Mill City Museum opens early to host sensory-friendly event

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A day at the museum can be a little overwhelming, especially for those living with any type of neurodiversity. That’s Minnesota Historical Society decided to host a Sensory Friendly day at Mill City Museum on Sunday. The museum opened an hour early to give children with autism the chance to come and explore the museum at their own pace.

“My son is autistic and sometimes loud sounds or really busy places can be a challenge for him,” mom Lana Dolan explained.

She said her 5-year-old son Max has been looking forward to the event all week.

On a typical Saturday or Sunday, the museum may have as many and 200 people visiting. But on Sunday morning, there were just a handful of families there checking out the exhibits. The galleries were closed to the the public and activities were modified with neurodiversity in mind. For example, the volumes on museum videos was turned down, there were more signs explaining exhibits and overall, it was a quieter, less crowded space.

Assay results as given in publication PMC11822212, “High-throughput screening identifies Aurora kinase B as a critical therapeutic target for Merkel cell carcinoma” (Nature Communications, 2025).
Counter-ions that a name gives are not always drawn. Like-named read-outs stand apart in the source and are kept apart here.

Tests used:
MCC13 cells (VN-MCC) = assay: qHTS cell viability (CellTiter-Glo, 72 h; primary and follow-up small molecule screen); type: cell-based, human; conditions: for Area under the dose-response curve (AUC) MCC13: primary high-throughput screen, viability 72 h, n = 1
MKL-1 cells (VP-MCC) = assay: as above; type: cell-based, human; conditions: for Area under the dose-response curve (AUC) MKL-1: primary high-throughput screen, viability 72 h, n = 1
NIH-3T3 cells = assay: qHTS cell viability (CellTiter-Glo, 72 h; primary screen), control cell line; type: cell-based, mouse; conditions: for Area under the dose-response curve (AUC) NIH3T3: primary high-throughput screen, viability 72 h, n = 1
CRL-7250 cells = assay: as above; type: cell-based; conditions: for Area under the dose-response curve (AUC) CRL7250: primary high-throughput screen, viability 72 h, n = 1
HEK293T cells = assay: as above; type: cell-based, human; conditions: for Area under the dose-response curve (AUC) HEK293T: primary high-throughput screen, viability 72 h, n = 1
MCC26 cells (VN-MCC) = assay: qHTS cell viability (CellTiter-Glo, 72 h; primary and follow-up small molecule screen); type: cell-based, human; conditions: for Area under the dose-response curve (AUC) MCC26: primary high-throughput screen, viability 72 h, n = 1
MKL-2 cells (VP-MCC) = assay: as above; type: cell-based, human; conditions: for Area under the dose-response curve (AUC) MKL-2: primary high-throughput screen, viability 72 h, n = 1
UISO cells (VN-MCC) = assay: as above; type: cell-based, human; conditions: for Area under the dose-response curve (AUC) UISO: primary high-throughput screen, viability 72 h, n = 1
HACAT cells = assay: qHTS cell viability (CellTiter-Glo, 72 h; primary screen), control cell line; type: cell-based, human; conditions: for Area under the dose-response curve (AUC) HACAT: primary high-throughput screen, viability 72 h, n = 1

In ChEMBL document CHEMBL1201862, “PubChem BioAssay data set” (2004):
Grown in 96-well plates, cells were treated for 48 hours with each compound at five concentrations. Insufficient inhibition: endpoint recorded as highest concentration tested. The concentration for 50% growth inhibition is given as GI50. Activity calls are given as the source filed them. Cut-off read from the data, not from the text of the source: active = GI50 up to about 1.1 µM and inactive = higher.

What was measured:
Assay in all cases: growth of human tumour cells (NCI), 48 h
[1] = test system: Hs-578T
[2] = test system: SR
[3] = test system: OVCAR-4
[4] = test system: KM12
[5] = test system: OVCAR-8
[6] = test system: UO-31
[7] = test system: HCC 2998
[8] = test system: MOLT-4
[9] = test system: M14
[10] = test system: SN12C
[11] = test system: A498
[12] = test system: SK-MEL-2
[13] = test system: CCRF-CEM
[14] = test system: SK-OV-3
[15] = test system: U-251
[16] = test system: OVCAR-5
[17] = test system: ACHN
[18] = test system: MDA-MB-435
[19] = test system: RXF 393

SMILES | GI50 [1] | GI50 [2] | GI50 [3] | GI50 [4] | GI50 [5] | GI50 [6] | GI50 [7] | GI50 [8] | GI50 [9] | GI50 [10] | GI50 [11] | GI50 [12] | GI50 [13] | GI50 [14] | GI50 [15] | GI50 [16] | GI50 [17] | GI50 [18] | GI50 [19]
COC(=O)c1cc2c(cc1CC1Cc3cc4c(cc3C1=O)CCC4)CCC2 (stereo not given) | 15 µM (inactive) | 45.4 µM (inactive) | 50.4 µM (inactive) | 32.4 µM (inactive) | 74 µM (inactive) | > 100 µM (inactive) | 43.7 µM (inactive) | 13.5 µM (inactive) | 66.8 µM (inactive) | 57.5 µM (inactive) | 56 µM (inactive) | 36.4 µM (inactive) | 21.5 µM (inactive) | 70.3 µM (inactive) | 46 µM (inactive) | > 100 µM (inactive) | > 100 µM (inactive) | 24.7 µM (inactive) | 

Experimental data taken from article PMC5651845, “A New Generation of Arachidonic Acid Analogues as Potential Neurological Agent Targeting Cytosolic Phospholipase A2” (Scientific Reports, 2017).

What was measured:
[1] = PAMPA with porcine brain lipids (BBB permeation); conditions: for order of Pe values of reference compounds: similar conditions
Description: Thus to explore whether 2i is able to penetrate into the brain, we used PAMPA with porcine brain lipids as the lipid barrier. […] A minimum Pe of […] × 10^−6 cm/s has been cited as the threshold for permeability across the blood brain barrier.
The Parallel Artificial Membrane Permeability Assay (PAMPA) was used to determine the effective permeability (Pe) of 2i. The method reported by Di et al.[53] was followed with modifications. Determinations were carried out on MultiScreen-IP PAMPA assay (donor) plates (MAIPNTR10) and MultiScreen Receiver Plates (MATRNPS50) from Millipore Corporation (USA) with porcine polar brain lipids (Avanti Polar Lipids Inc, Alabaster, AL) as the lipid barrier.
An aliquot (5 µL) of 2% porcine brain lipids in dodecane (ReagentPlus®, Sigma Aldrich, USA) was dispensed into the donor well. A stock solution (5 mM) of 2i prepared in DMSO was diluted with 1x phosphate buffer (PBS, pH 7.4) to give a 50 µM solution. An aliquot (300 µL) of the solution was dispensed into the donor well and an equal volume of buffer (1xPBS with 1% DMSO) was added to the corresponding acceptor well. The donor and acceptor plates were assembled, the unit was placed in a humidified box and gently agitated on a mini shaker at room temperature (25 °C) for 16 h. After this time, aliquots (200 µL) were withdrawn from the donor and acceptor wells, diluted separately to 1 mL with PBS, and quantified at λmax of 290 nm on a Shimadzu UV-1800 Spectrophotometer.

“The Minnesota Historical Society has a responsibility to serve all Minnesotans. It’s in our mission statement and so as result we try to think of how we can be accessible in all kinds of ways,” Wini Froelich, Mill City Museum Program Specialist said.

Families like the Dolans said they appreciate the museums effort to include their son.

“It just gives a little more access to something he loves and we don’t have to worry as much,” Dolan said.

This is just one of many sensory events the Minnesota Historical Society is hosting, so if you didn’t get the chance to come out on Sunday, there will be many more events to look forward to.

Here is a link to the upcoming sensory friendly days.